In Decanter, Jane Anson learns about how Irish merchants influenced the style of Bordeaux wines we know today. “The Irish, it turns out, were particularly enthusiastic proponents of the art of ‘cutting’ or blending Bordeaux wines with others from more robust areas…While it’s easy to dismiss this as a dark, even embarrassing part of Bordeaux’s history, to do so would overlook one hugely important fact – that it was these very wines that made the reputation of Bordeaux in the markets that were prepared to pay the highest prices of the day.”
“For many winemakers, Shiraz’s downfall became a moment of reckoning; they saw it as an opportunity to talk about terroir and educate drinkers on the climactic diversity of the country.” In Fortune, Shana Clarke reports on why Australia’s new wave winemakers are rebelling against the Shiraz name, and bottling their wines as Syrah instead.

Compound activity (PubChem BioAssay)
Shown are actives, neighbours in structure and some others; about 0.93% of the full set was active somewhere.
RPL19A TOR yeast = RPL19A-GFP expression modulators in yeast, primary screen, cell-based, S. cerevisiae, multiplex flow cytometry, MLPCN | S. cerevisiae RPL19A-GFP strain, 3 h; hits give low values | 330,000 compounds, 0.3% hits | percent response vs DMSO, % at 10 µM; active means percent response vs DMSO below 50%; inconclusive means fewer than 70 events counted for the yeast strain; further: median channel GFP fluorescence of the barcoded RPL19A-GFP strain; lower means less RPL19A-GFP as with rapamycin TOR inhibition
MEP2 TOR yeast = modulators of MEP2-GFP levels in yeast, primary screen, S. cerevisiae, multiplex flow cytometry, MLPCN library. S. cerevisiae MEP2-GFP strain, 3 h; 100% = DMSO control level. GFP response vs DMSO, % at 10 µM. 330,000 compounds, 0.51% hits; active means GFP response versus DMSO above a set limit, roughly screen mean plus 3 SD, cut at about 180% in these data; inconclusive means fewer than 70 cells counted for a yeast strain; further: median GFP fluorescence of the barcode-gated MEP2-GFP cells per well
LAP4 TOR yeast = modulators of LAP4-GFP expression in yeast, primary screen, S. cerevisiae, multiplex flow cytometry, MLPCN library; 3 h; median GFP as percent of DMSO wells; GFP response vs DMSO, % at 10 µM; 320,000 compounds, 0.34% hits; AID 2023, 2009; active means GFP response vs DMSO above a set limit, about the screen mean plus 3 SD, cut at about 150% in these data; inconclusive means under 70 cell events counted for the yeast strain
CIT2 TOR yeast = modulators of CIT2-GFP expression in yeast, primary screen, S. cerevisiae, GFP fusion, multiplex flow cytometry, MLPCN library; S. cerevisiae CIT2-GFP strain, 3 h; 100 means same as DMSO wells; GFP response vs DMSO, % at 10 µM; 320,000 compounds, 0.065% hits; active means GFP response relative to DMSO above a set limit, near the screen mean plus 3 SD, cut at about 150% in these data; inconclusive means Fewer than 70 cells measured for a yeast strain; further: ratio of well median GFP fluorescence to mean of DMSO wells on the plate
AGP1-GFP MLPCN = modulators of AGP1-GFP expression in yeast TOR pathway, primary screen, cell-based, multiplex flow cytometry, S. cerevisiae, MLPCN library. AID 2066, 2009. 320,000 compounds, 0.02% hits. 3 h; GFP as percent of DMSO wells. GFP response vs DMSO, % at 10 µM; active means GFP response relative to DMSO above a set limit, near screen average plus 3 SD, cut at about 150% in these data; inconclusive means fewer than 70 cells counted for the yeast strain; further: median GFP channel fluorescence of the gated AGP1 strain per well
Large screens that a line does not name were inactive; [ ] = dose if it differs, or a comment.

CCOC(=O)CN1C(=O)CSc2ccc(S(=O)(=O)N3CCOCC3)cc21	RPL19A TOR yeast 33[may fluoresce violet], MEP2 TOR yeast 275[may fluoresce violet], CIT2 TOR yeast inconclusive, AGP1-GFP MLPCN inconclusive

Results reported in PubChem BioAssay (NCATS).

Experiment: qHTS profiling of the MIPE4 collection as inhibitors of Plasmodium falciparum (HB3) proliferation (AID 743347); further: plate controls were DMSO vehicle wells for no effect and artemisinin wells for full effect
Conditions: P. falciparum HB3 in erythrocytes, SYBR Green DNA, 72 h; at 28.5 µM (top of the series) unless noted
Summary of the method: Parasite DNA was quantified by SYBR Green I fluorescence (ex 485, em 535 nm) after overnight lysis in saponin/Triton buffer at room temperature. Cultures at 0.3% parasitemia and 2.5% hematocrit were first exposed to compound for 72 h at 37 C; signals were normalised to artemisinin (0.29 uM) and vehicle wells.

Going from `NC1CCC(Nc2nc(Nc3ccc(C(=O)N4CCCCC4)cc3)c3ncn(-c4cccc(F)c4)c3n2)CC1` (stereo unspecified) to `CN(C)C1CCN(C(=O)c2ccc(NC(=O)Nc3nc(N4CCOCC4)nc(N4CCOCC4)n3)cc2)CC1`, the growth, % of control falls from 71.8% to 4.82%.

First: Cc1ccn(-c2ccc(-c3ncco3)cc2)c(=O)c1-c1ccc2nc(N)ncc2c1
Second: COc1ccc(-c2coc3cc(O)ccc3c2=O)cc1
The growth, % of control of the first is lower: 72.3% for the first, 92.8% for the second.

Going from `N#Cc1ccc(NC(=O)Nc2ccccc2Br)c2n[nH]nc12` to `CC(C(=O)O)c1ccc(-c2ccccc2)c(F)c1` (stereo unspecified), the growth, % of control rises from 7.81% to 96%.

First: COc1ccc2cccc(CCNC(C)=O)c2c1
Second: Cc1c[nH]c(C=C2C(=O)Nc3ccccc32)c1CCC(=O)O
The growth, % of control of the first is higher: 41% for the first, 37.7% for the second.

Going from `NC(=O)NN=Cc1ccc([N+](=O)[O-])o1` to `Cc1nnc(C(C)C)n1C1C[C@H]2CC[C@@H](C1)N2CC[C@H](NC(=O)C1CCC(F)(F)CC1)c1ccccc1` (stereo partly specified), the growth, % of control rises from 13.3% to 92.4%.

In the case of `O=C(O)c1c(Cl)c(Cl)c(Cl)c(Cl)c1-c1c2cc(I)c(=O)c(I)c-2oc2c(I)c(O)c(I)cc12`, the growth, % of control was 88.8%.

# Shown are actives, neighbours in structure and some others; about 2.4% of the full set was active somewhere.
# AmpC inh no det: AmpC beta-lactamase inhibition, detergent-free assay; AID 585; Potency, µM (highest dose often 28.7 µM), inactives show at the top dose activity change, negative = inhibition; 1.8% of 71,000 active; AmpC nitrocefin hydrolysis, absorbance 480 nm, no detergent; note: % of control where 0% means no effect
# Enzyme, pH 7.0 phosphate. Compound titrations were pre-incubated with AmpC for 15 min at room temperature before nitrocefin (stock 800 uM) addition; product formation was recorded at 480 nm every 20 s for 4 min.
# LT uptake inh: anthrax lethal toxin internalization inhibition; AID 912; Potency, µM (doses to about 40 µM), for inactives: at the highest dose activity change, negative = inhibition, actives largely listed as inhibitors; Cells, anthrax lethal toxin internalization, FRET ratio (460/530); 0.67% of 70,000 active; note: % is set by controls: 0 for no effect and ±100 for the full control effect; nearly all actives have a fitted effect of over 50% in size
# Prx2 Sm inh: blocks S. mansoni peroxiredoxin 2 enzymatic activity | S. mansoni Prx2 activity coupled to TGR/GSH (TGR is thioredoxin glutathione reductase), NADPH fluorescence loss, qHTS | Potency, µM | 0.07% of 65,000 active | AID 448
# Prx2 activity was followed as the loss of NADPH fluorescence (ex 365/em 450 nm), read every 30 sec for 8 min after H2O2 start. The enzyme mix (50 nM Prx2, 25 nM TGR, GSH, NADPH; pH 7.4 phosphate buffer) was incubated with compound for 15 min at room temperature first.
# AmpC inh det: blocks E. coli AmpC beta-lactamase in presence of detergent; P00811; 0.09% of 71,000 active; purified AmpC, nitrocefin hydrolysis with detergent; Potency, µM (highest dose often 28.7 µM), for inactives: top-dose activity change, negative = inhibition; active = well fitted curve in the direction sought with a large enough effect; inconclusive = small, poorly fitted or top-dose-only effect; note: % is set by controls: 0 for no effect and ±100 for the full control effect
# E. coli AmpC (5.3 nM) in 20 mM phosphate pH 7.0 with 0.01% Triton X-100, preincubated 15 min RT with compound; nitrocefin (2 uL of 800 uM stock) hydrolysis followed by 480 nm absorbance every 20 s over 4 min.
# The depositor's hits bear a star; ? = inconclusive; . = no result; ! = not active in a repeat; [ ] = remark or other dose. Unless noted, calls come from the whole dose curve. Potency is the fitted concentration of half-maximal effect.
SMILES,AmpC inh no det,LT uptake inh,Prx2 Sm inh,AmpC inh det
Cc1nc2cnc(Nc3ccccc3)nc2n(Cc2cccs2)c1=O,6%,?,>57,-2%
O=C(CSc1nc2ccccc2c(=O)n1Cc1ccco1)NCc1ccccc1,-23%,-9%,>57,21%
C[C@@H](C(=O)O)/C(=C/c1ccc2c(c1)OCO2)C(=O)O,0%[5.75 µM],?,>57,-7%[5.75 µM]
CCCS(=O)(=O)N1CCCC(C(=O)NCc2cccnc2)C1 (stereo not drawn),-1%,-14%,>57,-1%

“…as climate change rages on, temperatures rise worldwide, and massive environmental shifts continue to take place, regional typicities are also shifting. So what does that mean for a practice based on “classics” when the whole concept of typicity is in question?” Vicki Denig ponders how blind tasting needs to adapt with changing classic wines in Wine-Searcher.
In Club Oenologique, Natasha Hughes MW looks at how sherry is evolving with a shifting focus on single vineyards, vintage bottlings and more.
Wine Business reports that the first grapes of 2019 have been harvested in Napa at Rodgers Vineyards.
NPR looks at how California’s largest legal weed farms are facing conflict in Wine Country.
In the World of Fine Wine, Stuart Walton reviews The Symposium: Drinking Greek Style.
Source : http://www.terroirist.com/2019/08/daily-wine-news-the-irish-bordeaux/